Who cares about graphic design history?
Vicente Tigre, from Brazil, graduated from PUC-Rio (Pontifícia Universidade Católica do Rio de Janeiro) in 2006, after a year at Leeds University.
Q1. What do you think is meant by ‘the canon of graphic design history’? Do you buy design history publications? Principles forged in the history of graphic design?
A1. I don’t read design history publications, and I despise the idea of a canon.
Q2. Does this kind of design history have relevance to what you do in your design practice?
A2. Not in a conscious way. I don’t look for ‘historical design pieces’ as reference or inspiration, or work with the ‘golden rules’ of the past in mind. I was quite a ‘rebel’ against the rules of Constructivism and Modernism during most of my design education – I even chose the deconstruction of graphic ideas as the topic for my final diploma, believing I was being contemporary.
At this time that I found myself obliged to study more about design history – to find out what I was rebelling against. I then discovered that my rebellious behaviour towards the canons of mid-twentieth-century design was not exclusively mine, or of my generation. It had already happened almost fifteen years before!
Since then, I have accepted the influence of graphic design history on my everyday practice. It is part of visual culture and will always be.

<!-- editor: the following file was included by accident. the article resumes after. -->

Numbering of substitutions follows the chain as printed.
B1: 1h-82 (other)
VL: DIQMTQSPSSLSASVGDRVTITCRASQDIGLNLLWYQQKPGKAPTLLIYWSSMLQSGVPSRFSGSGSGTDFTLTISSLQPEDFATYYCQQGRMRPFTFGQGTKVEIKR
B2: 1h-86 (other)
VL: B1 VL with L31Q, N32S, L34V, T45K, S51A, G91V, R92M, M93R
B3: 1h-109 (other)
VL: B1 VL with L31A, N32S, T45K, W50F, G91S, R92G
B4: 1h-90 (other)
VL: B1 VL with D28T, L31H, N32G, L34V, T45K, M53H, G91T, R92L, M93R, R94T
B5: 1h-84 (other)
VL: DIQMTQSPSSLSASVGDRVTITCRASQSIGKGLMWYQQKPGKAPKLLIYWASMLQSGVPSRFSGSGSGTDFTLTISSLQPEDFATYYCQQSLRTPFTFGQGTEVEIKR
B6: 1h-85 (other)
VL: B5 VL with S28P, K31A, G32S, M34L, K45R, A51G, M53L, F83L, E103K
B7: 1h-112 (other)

Q3. Where did you learn about design history (if at all)?
A3. I had a few classes at my design academy. But I only really started learning about design history, by myself, when I felt the need to understand what I was doing.
Q4. Does history have any relevance to the new technology and techniques you’ve had to master in your work?
A4. Only for typography, in typesetting and the choice of types.
Q5. If you were in charge of a design education programme, what aspects of design history would you teach?
A5. I would focus on typography; trying to link the past and present. That could be a key to drag out the interest of students. History is not so popular in the academies, because teachers have difficulties linking it to current practice. Designers of my generation have this urge to be ‘edgy’ or ‘trendy’, and they believe that avoiding history is a way. They treat design history as a part of the past that stayed in the past.
If I were in charge of a design education programme, I would trace how design history, and the canon, is still alive (and kicking!) in graphic design – and how even the rebels can take advantage of it.
First published in Eye no. 68 vol. 17 2008
Eye is the world’s most beautiful and collectable graphic design journal, published quarterly for professional designers, students and anyone interested in critical, informed writing about graphic design and visual culture. It is available from all good design bookshops and online at the Eye shop, where you can buy subscriptions and single issues.